Words by Klieon John
Australian-grown American-Iranian Director/Photographer Nabil Elderkin departs from his impressive portfolio of music videos for the likes of Kanye West, Nicky Minaj, Skrillex and John Legend, and travels to Jamaica to spin this compelling and imaginative tale of rebellion and the pursuit of physical and spiritual freedom in Capture Land.
The film follows a young community leader, appropriately named “Tocky,” which seems to be a play on the historical leader of a 1760 slave revolt in Jamaica called “Tacky.” Skillfully portrayed by Sheldon Shepherd, lead singer of alternative reggae group “No-Maddz,” Tocky leads a band of Rastas on a daring and dangerous journey of self-rescue, leaving behind an oppressive society but also the prospect of love.
Mostly told in Jamaican Creole, using instrumental samplings from the song “Capture Land” by popular reggae sensation Chronixx, it honours the native ideals of Jamaican society, making it authentic and relatable. In Jamaica, “Capture Land” refers to land that has been acquired illegally by squatting, which according to recent figures, represents almost a third of the Jamaican population, making this film as relevant to the locale as you can get. The story line, both inspiring and surprisingly fantastical, abandons the question of feasibility and instead illuminates the soul-singeing passion that is found in Rastafari’s longing for and spiritual connection to their motherland, Africa.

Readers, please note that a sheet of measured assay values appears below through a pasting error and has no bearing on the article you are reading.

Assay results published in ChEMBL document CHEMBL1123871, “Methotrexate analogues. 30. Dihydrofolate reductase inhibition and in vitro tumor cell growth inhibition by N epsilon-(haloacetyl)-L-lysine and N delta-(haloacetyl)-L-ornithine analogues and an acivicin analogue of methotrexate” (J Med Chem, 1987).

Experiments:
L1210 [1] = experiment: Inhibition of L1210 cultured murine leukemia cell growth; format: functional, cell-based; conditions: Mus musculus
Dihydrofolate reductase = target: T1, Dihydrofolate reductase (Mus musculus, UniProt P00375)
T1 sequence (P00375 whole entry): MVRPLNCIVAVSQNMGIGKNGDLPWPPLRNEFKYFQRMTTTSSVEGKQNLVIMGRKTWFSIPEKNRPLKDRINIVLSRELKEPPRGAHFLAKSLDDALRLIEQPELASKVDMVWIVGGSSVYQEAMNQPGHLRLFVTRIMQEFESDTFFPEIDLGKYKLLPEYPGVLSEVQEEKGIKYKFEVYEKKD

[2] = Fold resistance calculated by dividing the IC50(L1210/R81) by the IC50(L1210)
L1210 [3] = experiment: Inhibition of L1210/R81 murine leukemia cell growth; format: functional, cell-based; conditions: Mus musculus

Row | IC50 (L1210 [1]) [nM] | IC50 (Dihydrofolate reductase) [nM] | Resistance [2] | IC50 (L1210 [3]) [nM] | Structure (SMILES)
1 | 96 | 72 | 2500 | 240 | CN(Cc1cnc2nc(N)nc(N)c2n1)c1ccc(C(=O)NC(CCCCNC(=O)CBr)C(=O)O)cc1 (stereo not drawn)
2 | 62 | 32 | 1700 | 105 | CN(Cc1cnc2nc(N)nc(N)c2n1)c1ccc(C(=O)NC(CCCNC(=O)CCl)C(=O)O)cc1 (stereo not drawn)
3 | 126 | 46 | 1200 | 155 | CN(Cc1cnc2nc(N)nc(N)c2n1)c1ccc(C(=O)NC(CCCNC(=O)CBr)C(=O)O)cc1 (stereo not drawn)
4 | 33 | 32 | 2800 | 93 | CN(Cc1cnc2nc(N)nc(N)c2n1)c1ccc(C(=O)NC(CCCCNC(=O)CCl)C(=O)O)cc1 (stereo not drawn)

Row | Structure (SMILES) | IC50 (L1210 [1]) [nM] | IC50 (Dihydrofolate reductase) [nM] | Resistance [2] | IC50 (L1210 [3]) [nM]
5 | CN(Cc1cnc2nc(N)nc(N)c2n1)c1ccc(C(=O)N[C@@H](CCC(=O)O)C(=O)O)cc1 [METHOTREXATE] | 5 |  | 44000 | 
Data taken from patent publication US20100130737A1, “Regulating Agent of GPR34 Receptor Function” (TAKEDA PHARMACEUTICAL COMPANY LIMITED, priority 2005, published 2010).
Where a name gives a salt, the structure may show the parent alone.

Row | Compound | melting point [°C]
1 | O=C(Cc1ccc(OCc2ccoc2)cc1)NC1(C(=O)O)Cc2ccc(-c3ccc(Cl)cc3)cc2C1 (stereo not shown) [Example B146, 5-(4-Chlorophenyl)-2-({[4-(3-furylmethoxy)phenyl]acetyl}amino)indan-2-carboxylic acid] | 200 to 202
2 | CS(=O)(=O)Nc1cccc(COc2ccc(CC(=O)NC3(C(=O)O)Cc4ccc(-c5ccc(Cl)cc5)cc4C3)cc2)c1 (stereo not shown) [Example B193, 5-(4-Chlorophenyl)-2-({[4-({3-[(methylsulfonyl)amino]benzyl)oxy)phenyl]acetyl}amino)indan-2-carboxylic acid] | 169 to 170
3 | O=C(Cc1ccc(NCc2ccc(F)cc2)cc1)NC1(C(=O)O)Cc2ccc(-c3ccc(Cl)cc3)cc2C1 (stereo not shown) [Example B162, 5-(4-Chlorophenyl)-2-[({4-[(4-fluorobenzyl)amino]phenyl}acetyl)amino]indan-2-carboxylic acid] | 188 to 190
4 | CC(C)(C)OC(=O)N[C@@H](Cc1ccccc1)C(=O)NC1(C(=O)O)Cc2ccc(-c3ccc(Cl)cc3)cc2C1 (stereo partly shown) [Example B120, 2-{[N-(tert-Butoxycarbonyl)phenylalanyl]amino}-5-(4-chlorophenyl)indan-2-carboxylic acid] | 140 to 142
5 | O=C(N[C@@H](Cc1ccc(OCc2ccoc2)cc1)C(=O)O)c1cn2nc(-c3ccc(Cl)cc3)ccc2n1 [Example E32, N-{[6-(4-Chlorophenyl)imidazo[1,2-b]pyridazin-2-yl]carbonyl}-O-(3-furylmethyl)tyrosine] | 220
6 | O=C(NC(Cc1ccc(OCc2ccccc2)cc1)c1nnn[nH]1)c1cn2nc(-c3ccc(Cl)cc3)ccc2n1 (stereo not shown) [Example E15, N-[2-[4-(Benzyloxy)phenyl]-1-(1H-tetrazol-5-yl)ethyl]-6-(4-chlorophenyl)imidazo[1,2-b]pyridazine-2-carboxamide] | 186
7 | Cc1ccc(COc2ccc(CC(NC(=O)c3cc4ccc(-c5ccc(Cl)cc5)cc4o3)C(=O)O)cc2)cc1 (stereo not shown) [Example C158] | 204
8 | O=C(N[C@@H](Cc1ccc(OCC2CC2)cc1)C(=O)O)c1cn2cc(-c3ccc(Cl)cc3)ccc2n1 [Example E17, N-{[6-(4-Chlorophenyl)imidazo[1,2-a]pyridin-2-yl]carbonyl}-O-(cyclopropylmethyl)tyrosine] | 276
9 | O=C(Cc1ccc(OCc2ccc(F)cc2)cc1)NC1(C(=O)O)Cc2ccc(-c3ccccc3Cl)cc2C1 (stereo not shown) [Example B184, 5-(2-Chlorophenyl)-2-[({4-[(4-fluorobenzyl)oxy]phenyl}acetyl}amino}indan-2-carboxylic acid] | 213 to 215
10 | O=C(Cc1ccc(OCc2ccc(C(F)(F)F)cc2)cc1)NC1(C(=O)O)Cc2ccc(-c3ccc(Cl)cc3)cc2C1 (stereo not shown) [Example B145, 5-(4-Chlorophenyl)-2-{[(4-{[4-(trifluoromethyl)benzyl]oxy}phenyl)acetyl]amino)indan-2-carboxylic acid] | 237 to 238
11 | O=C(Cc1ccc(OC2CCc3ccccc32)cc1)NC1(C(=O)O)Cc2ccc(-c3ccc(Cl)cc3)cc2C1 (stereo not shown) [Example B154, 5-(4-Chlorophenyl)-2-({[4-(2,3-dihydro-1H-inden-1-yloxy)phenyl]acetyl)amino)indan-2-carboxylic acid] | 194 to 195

The film cleverly plays upon society’s stigmatized view of Rastas and young men living in poverty as inevitable criminals by withholding their true intentions until the end, leading the audience to believe instead that their procurement of gasoline and machetes and stealing of food supplies are in preparation for some grand violent act of rebellion.
Told with alarming audacity, the story challenges society’s view and treatment of its marginalized characters who live in inner city Kingston and on the city’s fringes. Capture Land accurately represents the villainous imposition of Jamaican police authority on the lower social classes, who in this film seem to be in constant pursuit of the “dutty Rasta bwoy” and his gang out of a default habit of suspicion.
Tocky’s militant pursuit of freedom is a stark paradox to his quirky, whimsical disposition when pursuing his love interest, Marie. This highlights the ever-present dichotomy between the Rasta’s participation in this secondary society and his spiritual ambition to escape the post-colonial plantocracy.
Tocky is a modern day Paul Bogle, a wild-hearted revolutionary who wears shades at night and still gives flowers to girls. His Barry White smoothness manages to charm both the audience and the young, strong-spirited Marie at the same time. His still and steady demeanor and the calm reservation in his voice makes him both approachable and authoritative.
While Capture Land is a rude tale of disobedience and rebellion, it is also an inspiring tableau of male camaraderie sustained by common struggle and shared determination. Acknowledging their past indiscretions, Tocky and his gang seek redemption in this act of bravery and heroism, which makes the story captivating and inspiring.